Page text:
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My house has a full flight of poured concrete stairs (covered with decorative stone) that runs parallel to (and butts up against) an exterior wall. enter image description here

The interior wall had water stains at the basebord, some distortion in the laminate floor near the baseboard and the distinct odor of damp, decaying wood.

I pulled the baseboard off and cut away the drywall 12 inches up for the entire length of the wall. The sill plate is damp and one stud at the bottom of the stairway shows signs of rot or termite damage. The insulation was damp at the ends but not at the 12 inch mark.

Currently, there is nothing between the poured concrete for the stairway and the studs. No plywood sheathing, no plastic, nothing. It looks like at some point in the past there was something there. Two of the studs have scraps of plastic sheet between them and the sill plate. I cannot tell if the plastic sheet was on the interior or exterior side of the studs. On the exterior side of the studs near the top end of the stairs there is plywood sheathing about 12 inches wide, but broken off in a ragged edge. It is waterlogged.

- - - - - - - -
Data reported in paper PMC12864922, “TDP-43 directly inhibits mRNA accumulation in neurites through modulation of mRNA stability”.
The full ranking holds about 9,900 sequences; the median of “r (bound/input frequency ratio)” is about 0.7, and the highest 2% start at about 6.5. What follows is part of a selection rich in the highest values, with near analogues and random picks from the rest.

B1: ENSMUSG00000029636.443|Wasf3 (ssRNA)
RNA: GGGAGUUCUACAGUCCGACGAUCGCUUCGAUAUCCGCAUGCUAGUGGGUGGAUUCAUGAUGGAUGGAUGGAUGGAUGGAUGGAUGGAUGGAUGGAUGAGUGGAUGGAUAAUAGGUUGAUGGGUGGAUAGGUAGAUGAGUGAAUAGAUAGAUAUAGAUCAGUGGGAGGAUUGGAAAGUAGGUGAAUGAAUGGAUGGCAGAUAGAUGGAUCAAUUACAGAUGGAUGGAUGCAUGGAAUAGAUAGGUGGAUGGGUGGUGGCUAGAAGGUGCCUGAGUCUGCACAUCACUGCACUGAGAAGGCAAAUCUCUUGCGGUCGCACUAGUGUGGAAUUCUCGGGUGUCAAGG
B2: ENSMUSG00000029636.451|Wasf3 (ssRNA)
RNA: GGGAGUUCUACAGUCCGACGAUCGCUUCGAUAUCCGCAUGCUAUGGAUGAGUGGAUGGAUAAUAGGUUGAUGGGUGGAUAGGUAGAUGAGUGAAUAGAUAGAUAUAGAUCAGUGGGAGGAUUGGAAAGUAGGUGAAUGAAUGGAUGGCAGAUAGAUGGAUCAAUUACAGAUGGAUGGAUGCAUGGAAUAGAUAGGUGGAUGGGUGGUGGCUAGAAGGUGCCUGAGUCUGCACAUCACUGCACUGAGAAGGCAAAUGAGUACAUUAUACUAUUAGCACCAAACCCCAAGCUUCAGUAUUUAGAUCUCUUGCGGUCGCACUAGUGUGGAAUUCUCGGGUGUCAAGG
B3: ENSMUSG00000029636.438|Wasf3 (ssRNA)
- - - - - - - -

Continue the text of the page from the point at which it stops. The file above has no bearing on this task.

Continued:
My best guess is that there was/is a leak between the stairs and wall near the upper end of the stairs. The water is flowing down the concrete and then running along the sill plate toward the corner of the wall. At some point in the past the interior wall was removed and the plastic sheeting and plywood sheathing were ripped out and then the interior wall was restored. Obviously, this is not the right solution.

My question is two-fold:

  1. If this were new construction, how would one construct a stairway parallel to an exterior wall.

  2. How can the wall as currently constructed be repaired such that water infiltration cannot occur in the future.

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    You have a tough problem there. It should of been built with multiple layers of flashing and ice and water shield. I would of never attempted to put stone on top. It is too hard to control water after it gets in seams. – justin j Nov 28 '15 at 17:08